Technology available to students who use distance learning: All students will receive Chromebooks, Tanner said.

Options for families without internet at home or who do not have reception via mobile hotspots at their homes (for distance learning): Tanner said families can contact their student's teacher for a hotspot. She said the school has a team reaching out and working with families who don't have internet access.

Moose Lake Public School District

Plan for elementary school: Full in-person learning

Plan for middle and high school: Full in-person learning

Safety measures in place: Superintendent Billie Jo Steen said the school will be following the in-person and hybrid guidelines set out by Walz. A letter explaining the guidelines was sent to families and is posted on the school website. According to the letter, the building will be cleaned daily with high touch areas cleaned several times a day. All students and staff will be required to wear masks when they are indoors. Students and staff are expected to use good hygiene practices. More information can be found on the district website.

Technology available to students who use distance learning: Steen said all students have been provided with Chromebooks.

Options for families without internet at home or who do not have reception via mobile hotspots at their homes (for distance learning): Officials are currently looking at mobile hotspot options for families for distance learning. Steen said there is a test posted to the school's Facebook page for families to test the strength of the internet at their home. Less than 10% of the district's students will be utilizing distance learning, Steen said.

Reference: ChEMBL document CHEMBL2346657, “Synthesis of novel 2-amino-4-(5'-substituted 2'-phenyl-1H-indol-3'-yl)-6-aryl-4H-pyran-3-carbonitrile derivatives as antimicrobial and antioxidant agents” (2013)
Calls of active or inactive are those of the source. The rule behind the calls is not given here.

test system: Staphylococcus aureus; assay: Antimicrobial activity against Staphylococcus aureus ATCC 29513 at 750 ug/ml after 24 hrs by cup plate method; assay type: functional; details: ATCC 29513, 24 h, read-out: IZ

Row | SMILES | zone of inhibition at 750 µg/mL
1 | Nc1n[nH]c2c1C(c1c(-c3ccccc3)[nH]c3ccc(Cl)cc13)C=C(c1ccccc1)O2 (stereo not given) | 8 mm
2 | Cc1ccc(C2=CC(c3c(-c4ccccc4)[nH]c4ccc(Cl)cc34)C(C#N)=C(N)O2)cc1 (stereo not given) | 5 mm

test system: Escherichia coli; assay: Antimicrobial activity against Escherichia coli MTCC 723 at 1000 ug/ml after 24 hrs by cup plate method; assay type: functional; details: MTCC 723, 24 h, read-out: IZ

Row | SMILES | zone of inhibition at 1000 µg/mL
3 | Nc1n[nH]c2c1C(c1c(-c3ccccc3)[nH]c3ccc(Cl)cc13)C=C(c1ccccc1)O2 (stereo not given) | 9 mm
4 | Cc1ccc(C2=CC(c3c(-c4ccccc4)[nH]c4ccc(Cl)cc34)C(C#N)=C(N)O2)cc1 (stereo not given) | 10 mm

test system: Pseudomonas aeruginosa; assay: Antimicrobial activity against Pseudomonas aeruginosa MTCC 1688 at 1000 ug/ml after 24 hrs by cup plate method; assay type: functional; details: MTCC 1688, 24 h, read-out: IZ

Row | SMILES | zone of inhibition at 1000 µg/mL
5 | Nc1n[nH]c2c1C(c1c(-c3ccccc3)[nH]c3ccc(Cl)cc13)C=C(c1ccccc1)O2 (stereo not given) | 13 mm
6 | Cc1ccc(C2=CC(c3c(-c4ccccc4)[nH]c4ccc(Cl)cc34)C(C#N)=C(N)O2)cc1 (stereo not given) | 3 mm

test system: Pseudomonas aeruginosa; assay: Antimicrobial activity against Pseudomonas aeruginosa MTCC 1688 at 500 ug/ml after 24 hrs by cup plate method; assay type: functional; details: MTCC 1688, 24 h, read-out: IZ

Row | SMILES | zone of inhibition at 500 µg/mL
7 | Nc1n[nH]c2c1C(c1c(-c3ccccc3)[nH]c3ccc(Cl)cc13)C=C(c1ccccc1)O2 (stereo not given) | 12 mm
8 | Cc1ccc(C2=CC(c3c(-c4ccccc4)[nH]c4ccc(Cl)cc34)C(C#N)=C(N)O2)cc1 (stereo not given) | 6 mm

Northern Lights Academy Cooperative

Plan for elementary school: Full in-person learning

Plan for middle school: Full in-person learning

Safety measures in place: Social distancing will be in place; students and staff will be asked to wear face coverings; and staff and students will be screened for symptoms, including temperature checks, when they enter the building, said Dena Hagen, director of special education for the Northern Lights Special Education Cooperative. Students will also eat lunch in their classrooms and be grouped in small cohorts. Handwashing and best practices for hygiene will also be utilized, per state guidelines. The school also has a process in place in case someone tests positive for COVID-19.

Technology available to students who use distance learning: Chromebooks for all students, which is new this year, Hagen said.

Options for families without internet at home or who do not have reception via mobile hotspots at their homes (for distance learning): The school has mobile hotspots for families to use at home, Hagen said.

Queen of Peace Catholic School

Plan for elementary school: Full in-person learning